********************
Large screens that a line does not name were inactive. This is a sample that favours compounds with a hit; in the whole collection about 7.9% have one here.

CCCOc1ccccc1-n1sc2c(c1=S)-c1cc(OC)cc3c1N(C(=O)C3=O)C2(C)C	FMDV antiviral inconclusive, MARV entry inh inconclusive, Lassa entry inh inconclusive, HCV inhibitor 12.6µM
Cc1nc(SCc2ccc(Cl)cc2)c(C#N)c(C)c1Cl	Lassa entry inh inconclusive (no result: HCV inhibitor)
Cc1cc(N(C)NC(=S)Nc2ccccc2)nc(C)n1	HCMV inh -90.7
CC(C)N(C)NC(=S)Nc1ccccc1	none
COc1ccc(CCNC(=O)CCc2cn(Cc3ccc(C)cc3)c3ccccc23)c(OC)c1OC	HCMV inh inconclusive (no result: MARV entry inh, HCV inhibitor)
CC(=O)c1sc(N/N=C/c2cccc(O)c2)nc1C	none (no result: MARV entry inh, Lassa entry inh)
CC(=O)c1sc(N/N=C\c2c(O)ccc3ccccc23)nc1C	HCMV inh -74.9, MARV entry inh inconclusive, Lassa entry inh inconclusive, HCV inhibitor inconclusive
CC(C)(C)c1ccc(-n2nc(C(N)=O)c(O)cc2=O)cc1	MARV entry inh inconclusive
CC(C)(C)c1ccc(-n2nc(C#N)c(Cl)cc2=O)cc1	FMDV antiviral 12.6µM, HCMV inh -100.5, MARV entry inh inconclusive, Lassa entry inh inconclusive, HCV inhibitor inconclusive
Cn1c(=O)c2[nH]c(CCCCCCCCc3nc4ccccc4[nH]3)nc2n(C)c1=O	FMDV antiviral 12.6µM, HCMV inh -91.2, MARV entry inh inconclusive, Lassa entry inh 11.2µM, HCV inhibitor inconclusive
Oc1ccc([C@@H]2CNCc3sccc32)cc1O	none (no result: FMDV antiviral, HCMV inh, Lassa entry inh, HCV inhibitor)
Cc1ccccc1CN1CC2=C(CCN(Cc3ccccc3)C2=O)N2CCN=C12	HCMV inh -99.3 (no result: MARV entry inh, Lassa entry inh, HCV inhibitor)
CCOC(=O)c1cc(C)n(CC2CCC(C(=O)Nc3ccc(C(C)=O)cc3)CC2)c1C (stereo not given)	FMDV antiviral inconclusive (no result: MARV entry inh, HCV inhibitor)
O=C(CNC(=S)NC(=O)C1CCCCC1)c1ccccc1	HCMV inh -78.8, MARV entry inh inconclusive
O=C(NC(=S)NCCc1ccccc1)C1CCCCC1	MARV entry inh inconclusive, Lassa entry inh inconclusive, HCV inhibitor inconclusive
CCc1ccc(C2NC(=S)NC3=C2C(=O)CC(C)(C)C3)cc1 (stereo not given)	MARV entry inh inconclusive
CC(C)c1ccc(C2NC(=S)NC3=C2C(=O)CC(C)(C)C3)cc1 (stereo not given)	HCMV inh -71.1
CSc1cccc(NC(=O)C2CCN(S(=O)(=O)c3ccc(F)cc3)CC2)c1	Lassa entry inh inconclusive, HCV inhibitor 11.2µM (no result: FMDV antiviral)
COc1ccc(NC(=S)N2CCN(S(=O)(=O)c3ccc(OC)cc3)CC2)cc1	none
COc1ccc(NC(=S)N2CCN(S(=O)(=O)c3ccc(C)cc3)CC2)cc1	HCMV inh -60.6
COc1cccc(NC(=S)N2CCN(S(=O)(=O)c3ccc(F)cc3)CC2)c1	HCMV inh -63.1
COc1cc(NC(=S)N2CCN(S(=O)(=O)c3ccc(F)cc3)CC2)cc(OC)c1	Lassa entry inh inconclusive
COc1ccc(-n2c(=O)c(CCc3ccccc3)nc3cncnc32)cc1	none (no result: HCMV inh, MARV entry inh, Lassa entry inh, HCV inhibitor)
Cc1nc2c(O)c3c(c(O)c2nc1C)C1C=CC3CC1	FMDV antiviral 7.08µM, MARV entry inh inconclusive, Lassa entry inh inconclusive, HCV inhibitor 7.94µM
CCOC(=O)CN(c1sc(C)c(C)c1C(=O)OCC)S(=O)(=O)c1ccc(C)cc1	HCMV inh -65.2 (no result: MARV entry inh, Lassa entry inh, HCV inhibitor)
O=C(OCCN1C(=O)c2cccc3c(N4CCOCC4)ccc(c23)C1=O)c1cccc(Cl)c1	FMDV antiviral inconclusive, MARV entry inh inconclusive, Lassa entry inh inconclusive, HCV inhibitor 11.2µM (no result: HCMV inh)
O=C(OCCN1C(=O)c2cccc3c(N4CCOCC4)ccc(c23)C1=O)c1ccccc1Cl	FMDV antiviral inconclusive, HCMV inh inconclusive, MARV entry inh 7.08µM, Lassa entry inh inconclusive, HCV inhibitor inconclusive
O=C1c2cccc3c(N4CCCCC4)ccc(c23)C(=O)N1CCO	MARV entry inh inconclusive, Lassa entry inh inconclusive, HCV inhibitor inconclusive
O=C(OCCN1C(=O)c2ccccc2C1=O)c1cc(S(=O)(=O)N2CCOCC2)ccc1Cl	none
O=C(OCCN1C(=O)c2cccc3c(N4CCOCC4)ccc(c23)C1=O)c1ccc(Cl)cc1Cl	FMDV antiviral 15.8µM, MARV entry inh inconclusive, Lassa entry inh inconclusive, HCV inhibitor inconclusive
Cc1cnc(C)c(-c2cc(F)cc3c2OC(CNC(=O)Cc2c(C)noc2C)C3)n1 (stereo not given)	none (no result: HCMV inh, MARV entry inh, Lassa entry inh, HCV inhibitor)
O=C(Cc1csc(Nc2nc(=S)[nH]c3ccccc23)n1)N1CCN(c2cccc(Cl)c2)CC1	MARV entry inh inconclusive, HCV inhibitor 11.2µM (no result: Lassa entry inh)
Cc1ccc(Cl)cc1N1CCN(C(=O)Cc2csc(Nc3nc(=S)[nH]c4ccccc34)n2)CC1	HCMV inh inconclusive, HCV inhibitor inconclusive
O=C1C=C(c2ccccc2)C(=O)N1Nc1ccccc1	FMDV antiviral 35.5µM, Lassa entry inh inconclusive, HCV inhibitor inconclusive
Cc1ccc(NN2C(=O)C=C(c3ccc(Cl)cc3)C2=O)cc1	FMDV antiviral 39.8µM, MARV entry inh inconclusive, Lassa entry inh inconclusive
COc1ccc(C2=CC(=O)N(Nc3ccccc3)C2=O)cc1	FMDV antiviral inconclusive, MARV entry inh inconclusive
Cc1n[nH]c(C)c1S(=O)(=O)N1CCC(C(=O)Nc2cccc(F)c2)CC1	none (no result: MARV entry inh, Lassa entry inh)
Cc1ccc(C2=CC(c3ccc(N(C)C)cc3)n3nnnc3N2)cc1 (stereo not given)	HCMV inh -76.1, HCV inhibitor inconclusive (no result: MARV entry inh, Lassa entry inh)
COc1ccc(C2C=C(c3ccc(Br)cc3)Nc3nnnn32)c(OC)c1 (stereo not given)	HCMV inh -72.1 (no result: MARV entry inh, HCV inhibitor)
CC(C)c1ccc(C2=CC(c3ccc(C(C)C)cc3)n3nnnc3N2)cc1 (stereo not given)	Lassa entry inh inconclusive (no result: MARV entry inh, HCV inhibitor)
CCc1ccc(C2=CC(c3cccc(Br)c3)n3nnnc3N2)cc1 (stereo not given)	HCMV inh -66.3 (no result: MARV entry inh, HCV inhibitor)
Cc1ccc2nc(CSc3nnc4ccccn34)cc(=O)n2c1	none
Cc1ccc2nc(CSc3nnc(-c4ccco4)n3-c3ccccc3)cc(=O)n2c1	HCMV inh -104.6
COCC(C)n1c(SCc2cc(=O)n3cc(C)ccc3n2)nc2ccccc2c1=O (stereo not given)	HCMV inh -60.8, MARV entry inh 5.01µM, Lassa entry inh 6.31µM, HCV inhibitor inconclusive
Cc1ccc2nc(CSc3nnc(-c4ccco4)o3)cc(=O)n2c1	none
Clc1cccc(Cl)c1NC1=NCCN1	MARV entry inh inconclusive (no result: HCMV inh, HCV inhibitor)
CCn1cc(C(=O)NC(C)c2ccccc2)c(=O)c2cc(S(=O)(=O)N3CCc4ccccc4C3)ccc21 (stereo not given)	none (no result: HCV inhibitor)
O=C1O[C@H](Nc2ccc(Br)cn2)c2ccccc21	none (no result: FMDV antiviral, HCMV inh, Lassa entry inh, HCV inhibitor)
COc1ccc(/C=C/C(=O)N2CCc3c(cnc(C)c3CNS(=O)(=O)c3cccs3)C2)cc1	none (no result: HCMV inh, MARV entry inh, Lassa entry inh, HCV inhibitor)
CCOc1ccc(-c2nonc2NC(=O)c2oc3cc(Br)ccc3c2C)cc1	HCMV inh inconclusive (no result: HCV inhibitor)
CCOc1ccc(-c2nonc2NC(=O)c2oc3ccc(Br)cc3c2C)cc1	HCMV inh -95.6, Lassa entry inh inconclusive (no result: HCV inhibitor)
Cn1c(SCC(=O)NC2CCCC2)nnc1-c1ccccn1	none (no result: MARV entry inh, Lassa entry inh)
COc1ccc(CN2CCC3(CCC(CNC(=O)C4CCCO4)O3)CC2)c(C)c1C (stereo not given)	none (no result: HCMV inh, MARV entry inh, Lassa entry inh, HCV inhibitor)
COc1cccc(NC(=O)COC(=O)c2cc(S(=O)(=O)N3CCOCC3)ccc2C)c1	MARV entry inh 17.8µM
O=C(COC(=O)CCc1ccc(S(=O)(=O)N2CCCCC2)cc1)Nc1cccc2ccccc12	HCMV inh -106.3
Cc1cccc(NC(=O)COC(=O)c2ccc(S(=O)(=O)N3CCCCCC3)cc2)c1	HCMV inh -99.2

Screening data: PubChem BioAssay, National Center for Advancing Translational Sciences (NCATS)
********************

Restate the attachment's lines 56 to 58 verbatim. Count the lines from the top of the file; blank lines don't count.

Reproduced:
O=C(COC(=O)CCc1ccc(S(=O)(=O)N2CCCCC2)cc1)Nc1cccc2ccccc12	HCMV inh -106.3
Cc1cccc(NC(=O)COC(=O)c2ccc(S(=O)(=O)N3CCCCCC3)cc2)c1	HCMV inh -99.2

Screening data: PubChem BioAssay, National Center for Advancing Translational Sciences (NCATS)